There’s a growing sentiment out there with all the wonderful things happening in artificial intelligence, machine learning, and data science that these technologies are ready to solve all the things (including how to kill all humans). The reality is there are still a bunch of significant hurdles between us and the AI dystopia/utopia. One big one that is the main impetus behind my research is the disconnect between the statistical foundations of machine learning and how real data works.
Machine learning technology is built on a foundation of formal theory. Statistical ideas, computer science algorithms, and information-theoretic concepts integrate to yield practical methods that analyze large, noisy data sets to train actionable and predictive models. The power of these methods has caused many to realize the value of data.
Yet, as data collection accelerates, weaknesses of existing machine learning methods reveal themselves. The nature of larger-scale data collection violates key assumptions in the foundation that made machine learning so effective. Most notably, statistical independence is no longer achievable with large-scale data. Data is being collected from highly interacting, entangled, complex systems. Human data describes people interacting in a single global social network; ecological data represents measurements of organisms inhabiting complex, shared ecosystems; and medical data measures the interconnected, biological systems that govern health.
Origins in Experimental Statistics
The concept of statistical independence is a natural fit for laboratory experimentation. In laboratory experiments, scientists test hypotheses by running repeated experiments in closed environments. By design, the measurements taken during each experiment are independent. Because one experiment can’t affect another’s result, classical statistics can confidently quantify the effects of factors in the experiment, even in the presence of randomness.
For example, a typical pre-clinical laboratory drug trial would use a population of animal subjects, administering a drug to part of the population and giving no treatment to a separate control subpopulation. The two subpopulations would be managed to ensure that confounding factors, such as genetics, are equally distributed. The individual subjects would be kept separated in isolated environments. By preventing subjects from interacting with each other, any observations of the drug’s effects can be considered fully independent samples, and classical statistics would enable comparison of effects with quickly converging confidence intervals.
In modern data, measurements are taken from “the wild.” Modern data is analogous to a version of the experiment where the animal subjects interact, sharing food, contact, and communication. Generally, data collections describe large populations of interacting parts, with each measurement related through correlated paths. As modern data collection technology becomes faster and cheaper, the data necessarily becomes increasingly interdependent.
The Myth of Clean Data
It’s tempting to interpret these nuances of real-world data to be simply nuisances. One may attempt to convince oneself that the discrepancy between classical statistical methods and real data can be remedied by data cleaning. Data cleaning—a key skill in modern data analysis—involves taking raw data, processing it to remove spurious outliers, undesired dependencies, and biases created by interacting measurements, then performing supposedly clean analysis on the supposedly clean data.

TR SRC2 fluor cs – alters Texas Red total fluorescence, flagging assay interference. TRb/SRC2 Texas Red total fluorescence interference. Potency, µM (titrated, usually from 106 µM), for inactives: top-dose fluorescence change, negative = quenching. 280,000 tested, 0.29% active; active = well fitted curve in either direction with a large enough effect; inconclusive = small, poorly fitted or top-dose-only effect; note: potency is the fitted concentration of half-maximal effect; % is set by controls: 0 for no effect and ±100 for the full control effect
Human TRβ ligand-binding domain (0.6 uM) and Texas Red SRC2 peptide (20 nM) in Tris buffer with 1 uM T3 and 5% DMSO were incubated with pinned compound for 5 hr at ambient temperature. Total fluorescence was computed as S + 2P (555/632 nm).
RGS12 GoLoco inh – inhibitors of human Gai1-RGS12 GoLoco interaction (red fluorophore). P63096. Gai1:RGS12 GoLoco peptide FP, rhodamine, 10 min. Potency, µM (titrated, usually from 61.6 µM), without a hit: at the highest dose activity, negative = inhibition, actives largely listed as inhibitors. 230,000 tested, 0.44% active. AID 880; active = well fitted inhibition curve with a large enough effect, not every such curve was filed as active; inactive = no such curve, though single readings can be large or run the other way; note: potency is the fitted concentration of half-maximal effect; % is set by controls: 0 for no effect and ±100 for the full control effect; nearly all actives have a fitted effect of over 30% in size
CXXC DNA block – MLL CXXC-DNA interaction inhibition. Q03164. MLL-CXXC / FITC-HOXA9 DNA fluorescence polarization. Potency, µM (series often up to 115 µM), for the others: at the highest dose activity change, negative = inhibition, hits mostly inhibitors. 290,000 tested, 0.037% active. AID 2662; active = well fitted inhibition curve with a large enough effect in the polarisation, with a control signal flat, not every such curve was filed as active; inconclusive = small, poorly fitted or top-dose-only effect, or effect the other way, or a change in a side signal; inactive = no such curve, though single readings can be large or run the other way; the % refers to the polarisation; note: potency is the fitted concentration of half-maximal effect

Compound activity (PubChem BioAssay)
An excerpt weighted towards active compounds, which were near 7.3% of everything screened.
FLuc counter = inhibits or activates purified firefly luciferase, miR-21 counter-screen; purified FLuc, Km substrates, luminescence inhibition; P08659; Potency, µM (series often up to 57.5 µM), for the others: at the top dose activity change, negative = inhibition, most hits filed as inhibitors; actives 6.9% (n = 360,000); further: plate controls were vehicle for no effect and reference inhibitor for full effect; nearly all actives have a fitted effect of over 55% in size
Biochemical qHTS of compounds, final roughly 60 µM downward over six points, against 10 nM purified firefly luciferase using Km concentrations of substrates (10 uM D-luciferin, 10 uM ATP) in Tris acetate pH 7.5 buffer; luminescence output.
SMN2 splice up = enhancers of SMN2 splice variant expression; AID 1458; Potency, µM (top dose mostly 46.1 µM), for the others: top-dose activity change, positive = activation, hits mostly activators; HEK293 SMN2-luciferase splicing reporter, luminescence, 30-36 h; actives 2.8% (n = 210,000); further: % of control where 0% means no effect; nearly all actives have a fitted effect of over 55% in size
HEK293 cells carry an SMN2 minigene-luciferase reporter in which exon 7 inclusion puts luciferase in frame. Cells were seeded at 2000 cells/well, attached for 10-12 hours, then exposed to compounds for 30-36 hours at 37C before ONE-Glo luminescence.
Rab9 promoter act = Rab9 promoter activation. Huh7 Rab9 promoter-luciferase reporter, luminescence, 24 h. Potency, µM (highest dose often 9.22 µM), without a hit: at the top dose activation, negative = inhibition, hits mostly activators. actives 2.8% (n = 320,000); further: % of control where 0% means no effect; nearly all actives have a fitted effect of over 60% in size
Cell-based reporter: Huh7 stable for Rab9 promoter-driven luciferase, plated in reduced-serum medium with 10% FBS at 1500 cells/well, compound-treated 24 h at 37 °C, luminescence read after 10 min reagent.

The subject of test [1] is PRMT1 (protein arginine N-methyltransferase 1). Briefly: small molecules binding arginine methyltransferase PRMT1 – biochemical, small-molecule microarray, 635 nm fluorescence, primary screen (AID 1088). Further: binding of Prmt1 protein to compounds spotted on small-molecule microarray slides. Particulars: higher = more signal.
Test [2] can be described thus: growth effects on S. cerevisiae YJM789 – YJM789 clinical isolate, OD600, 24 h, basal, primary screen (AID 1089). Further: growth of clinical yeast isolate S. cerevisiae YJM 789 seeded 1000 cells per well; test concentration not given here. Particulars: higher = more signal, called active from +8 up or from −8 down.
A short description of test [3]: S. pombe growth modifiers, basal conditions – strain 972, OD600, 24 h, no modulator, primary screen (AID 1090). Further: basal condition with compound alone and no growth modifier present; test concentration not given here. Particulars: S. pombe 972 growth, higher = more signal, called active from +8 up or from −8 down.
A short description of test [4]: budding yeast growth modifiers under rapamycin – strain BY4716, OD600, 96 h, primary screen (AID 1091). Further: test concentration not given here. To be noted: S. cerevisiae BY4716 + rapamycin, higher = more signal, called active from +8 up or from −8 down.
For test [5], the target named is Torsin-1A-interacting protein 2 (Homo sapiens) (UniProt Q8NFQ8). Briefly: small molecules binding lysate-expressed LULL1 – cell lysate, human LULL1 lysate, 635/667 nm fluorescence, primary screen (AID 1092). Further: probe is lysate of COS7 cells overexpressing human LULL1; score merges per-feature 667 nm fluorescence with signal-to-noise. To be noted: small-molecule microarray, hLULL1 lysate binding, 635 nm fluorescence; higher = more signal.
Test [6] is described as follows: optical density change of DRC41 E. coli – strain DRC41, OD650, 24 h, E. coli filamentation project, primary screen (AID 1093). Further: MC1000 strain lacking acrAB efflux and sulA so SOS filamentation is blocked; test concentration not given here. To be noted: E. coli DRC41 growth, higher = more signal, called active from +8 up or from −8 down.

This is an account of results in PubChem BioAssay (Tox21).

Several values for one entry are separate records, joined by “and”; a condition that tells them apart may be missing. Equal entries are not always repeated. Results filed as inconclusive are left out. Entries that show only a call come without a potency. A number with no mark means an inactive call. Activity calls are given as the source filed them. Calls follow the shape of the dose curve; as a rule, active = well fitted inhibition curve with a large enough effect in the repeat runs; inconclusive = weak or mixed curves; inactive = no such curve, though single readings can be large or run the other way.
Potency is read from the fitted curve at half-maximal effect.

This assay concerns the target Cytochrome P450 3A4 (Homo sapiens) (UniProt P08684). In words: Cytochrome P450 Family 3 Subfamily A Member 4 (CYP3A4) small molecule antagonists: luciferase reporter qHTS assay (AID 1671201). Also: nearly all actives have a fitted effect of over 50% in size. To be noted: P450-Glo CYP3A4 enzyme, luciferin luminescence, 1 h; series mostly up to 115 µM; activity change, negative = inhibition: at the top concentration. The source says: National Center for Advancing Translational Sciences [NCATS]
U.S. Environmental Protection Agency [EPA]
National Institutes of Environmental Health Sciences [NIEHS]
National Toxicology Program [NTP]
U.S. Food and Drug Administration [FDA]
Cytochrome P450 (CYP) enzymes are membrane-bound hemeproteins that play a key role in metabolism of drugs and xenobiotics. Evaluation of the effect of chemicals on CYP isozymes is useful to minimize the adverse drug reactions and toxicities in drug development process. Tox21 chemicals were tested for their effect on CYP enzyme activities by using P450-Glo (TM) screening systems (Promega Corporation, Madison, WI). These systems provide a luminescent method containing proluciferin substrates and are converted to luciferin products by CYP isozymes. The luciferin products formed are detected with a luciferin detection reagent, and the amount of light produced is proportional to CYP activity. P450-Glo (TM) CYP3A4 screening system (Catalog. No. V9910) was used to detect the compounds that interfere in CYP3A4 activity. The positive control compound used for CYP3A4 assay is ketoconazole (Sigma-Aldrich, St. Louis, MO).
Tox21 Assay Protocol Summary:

The clean data concept encourages deliberate omission of information, introduction of unjustified assumptions, and fabrication of facts, to turn real-world data, with all its complexities, into rectangular tables of independent samples. These manipulations undo many of the virtues of data-driven thinking.
The perception that machine learning methods require such destructive preprocessing is a major failure in the technology transfer from machine learning research to practical application. And the reasons for this failure manifest in the various costs associated with more nuanced machine learning methods. Methods that can reason about interdependent data require more computational cost—the amount of computer time and energy needed to learn, reason, and predict using these methods—and cognitive cost—the amount of expertise necessary to apply, understand, and interpret these methods.
So what’s the point of my arguments here? I’m not super certain, but here are a few possible takeaway points:
- Big data is complex data. As we go out and collect more data from a finite world, we’re necessarily going to start collecting more and more interdependent data. Back when we had hundreds of people in our databases, it was plausible that none of our data examples were socially connected. But when our databases are significant fractions of the world population, we are much farther away from the controlled samples of good laboratory science. This means…
- Data science as it’s currently practiced is essentially bad science. When we take a biased, dependent population of samples and try to generalize a conclusion from it, we need to be fully aware of how flawed our study is. That doesn’t mean things we discover using data analytics aren’t useful, but they need to be understood through the lens of the bias and complex dependencies present in the training data.
- Computational methods should be aware of, and take advantage of, known dependencies. Some subfields of data mining and machine learning address this, like structured output learning, graph mining, relational learning, and more. But there is a lot of research progress needed. The data we’re mostly interested in nowadays comes from complex phenomena, which means we have to pay for accurate modeling with a little computational and cognitive complexity. How we manage that is a big open problem.